President Barack Obama urges U.N. to confront roots of Muslim rage (+video)
The president said there was no way the United States would have just banned the offensive video that helped trigger the attacks, as some leaders in the Muslim world have advocated.
"Like me, the majority of Americans are Christian, and yet we do not ban blasphemy against our most sacred beliefs," Obama said.
"Moreover, as president of our country and commander in chief of our military, I accept that people are going to call me awful things every day, and I will always defend their right to do so," he said, drawing laughter from his audience.
Running through Obama's speech was an overall theme that leaders of the Muslim world should also stand up for freer speech and oppose those who vent their anger with violence.
"There are no words that excuse the killing of innocents. There is no video that justifies an attack on an embassy. There is no slander that provides an excuse for people to burn a restaurant in Lebanon or destroy a school in Tunis or cause death and destruction in Pakistan," Obama said.
"More broadly, the events of the last two weeks speak to the need for all of us to address honestly the tensions between the West and an Arab world moving to democracy," he said.
But, he added, "Just as we cannot solve every problem in the world, the United States has not, and will not, seek to dictate the outcome of democratic transitions abroad, and we do not expect other nations to agree with us on every issue."
"Nor do we assume that the violence of the past weeks, or the hateful speech by some individuals, represents the views of the overwhelming majority of Muslims — any more than the views of the people who produced this video represent those of Americans."
Turning to the rising violence in Syria, Obama told the U.N. delegates, "The future must not belong to a dictator who massacres his people. If there is a cause that cries out for protest in the world today, it is a regime that tortures children and shoots rockets at apartment buildings. We must remain engaged to assure that what began with citizens demanding their rights does not end in a cycle of sectarian violence."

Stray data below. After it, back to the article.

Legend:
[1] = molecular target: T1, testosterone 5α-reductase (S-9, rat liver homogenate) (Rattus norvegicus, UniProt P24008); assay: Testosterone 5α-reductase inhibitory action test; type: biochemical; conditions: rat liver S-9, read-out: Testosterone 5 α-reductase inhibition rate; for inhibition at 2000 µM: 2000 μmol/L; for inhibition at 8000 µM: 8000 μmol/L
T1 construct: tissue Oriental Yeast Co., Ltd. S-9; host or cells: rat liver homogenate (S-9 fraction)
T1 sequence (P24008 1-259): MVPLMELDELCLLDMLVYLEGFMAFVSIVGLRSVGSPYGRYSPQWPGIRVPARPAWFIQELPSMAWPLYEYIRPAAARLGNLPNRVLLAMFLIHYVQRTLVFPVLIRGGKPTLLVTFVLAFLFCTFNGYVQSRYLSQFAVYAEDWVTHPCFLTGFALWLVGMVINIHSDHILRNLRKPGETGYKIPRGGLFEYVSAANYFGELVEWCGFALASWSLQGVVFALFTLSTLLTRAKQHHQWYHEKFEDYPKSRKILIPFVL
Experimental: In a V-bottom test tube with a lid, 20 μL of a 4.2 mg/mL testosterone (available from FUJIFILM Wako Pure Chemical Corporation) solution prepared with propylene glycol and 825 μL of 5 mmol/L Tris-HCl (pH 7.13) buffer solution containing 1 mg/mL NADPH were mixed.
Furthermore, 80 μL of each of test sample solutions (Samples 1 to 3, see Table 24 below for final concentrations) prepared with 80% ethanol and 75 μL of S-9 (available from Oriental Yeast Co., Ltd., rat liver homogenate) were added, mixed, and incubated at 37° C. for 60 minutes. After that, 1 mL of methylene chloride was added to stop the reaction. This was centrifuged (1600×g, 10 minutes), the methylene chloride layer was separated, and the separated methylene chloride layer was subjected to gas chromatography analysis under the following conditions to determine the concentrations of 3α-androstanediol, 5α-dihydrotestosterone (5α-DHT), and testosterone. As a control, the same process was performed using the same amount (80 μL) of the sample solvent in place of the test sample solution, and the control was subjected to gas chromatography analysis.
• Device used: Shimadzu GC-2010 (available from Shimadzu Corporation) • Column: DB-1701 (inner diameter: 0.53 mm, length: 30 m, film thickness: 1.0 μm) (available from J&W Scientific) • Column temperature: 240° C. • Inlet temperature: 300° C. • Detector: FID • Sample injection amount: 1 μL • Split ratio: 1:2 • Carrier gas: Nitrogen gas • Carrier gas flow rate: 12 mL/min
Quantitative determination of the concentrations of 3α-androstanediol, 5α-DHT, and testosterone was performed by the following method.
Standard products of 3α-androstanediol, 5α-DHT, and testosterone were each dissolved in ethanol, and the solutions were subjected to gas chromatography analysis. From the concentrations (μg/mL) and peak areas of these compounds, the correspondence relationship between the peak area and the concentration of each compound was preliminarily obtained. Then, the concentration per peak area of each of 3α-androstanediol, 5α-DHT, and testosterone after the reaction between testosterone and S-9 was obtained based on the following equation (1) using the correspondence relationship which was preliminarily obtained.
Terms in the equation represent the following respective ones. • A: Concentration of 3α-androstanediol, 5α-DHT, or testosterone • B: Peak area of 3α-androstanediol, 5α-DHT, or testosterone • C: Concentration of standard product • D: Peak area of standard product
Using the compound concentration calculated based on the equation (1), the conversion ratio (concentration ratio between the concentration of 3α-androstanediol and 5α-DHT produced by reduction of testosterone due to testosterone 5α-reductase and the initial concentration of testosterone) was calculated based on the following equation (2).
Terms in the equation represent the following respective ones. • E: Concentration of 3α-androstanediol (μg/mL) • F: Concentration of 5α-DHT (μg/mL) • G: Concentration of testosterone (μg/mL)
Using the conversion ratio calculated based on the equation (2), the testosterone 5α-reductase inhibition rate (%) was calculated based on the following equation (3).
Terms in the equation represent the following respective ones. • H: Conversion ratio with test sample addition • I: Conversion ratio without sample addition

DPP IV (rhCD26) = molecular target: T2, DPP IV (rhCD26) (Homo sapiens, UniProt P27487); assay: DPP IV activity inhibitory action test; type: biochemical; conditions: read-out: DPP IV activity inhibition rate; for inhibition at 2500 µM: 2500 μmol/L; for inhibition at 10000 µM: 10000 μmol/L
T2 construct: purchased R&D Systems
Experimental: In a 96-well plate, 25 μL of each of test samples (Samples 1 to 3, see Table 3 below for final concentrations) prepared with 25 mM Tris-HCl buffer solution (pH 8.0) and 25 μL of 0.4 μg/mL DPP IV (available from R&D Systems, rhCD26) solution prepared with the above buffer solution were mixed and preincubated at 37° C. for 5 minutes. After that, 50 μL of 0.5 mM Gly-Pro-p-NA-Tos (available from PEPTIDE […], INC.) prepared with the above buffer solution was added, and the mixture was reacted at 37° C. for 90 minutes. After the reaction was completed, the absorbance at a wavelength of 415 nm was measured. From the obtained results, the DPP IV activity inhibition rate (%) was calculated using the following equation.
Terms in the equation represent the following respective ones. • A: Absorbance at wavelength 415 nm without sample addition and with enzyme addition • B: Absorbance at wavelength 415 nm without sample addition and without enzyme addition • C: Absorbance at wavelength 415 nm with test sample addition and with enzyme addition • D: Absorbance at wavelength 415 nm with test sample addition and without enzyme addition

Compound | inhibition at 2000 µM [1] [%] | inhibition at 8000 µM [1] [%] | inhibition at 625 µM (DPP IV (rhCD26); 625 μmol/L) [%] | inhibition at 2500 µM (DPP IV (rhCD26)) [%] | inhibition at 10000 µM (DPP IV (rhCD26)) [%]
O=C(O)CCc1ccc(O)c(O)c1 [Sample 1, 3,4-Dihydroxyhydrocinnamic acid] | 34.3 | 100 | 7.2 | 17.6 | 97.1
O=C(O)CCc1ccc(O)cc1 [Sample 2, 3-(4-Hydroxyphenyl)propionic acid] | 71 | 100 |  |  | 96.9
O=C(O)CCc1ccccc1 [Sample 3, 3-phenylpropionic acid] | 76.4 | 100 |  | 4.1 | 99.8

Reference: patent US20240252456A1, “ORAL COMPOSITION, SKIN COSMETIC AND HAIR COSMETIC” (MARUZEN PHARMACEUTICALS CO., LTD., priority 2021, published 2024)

"Together, we must stand with those Syrians who believe in a different vision — a Syria that is united and inclusive, where children don't need to fear their own government and all Syrians have a say in how they are governed— Sunnis and Alawites, Kurds and Christians."
Obama also noted some hopeful developments in the world in the nearly four years he's been in office.
"The war in Iraq is over, and our troops have come home. We have begun a transition in Afghanistan, and America and our allies will end our war on schedule in 2014," he said. "Al-Qaida has been weakened, and Osama bin Laden is no more. Nations have come together to lock down nuclear materials, and America and Russia are reducing our arsenals."
Summing up, Obama said, "true democracy — real freedom — is hard work."
Declaring it is time to leave "the call of violence and the politics of division behind," Obama said: "We cannot afford to get it wrong. We must seize this moment. And America stands ready to work with all who are willing to embrace a better future."
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